Kanaka Durga says she was attacked by her mother-in-law minutes after returning to her home.
One of two Indian women who entered an ancient Hindu hill temple in southern India this month in defiance of a centuries-old ban on women of menstruating age alleged she was beaten up by her mother-in-law.
Kanaka Durga, 39, a civil servant, suffered injuries to her head and had to be hospitalised, police said on Tuesday.
She claims she was attacked only minutes after she returned to her home from spending a month at undisclosed locations fearing attacks by conservative Hindu groups, police said.
“We received a complaint from Kanaka Durga alleging that she was attacked by family members of her husband when she returned home after entering the temple,” said Jaya Mani, the officer in charge of Perinthalmanna police station in Malappuram district, which is in the state of Kerala where the Sabarimala temple is located.
Police were investigating, Mani said.
A second police source said Durga had alleged she was assaulted by the mother-in-law.
The mother-in-law denied the allegation, he said.
Durga did not return calls seeking comment. The family members, including Durga’s mother-in-law, could not be reached for comment.
The Sabarimala temple has been the site of tension since India’s Supreme Court ruled in last September to end a ban on women and girls aged 10 to 50 from entering.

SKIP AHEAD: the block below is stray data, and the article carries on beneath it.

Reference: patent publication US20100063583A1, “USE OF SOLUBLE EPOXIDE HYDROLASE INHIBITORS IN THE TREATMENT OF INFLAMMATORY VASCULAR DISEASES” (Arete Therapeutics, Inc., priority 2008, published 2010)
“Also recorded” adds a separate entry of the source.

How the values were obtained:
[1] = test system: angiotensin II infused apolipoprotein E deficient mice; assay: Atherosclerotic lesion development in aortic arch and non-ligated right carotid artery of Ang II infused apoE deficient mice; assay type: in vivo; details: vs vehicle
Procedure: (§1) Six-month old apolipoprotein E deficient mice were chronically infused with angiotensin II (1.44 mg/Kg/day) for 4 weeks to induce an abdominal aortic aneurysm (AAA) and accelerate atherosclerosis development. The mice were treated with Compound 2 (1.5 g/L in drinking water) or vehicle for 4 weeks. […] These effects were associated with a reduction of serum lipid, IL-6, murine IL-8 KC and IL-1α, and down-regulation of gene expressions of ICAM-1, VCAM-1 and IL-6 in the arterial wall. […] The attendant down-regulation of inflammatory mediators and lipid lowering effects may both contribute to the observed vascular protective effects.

The Kerala state government, led by the Communist Party of India, has tried to implement the court order and has said it would not give in to attempts by Hindu groups to prevent women from entering that temple.
But Prime Minister Narendra Modi’s ruling Hindu nationalist Bharatiya Janata Party has accused the state government of showing little respect for a centuries-old Hindu tradition.
In the strongest statement to date, Modi on Tuesday said: “The conduct of the Kerala Left Democratic Front government on the Sabarimala issue will go down in history as one of the most shameful behaviours by any party or government.”
“We knew that the communists do not respect Indian history, culture and spirituality but nobody imagined they will have such hatred,” Modi, who is on a visit to Kerala, said.
The Sabarimala temple administration has refused to abide by the court ruling and thousands of devotees have blocked attempts by women to visit the temple.
But on January 2, Bindu Ammini, 40, a law lecturer at Kerala’s Kannur University, and Durga succeeded in entering the temple through a side entrance in the middle of the night. Some other women have claimed they have got into the temple since then.
Their entry sparked widespread protests and a day-long strike in Kerala led in part by members of India’s ruling party.
“The attack is a natural reaction of the family members, who are strong believers of the temple’s customs and rituals,” Ammini told Reuters.
“Her friends told me that her family members were angry with her action. They have unleashed their anger when they saw her.”
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